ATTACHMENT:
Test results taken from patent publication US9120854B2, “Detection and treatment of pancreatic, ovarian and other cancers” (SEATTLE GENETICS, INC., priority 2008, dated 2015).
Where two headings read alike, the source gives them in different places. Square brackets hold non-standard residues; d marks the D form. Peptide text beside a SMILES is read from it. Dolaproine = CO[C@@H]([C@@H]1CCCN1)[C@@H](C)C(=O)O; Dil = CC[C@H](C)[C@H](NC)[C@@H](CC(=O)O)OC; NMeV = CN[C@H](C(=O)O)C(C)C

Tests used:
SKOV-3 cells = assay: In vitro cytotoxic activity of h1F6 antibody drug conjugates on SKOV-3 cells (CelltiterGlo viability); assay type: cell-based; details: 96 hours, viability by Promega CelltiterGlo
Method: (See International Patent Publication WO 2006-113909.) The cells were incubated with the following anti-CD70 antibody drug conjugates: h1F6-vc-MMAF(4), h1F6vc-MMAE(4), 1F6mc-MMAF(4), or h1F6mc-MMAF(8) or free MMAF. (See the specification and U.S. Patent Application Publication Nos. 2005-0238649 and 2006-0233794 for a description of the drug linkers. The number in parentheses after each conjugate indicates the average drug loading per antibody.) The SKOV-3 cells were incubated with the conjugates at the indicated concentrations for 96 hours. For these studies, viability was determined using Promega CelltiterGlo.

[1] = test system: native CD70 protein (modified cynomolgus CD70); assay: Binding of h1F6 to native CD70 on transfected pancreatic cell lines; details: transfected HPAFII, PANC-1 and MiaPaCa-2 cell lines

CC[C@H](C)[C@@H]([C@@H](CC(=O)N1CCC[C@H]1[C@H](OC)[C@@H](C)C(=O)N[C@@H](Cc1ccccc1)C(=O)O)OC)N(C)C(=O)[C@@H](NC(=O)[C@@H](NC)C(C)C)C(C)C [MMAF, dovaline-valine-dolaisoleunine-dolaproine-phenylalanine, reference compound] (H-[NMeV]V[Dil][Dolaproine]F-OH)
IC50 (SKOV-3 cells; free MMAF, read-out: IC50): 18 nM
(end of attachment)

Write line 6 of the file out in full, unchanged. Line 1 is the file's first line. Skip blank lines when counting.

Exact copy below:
[1] = test system: native CD70 protein (modified cynomolgus CD70); assay: Binding of h1F6 to native CD70 on transfected pancreatic cell lines; details: transfected HPAFII, PANC-1 and MiaPaCa-2 cell lines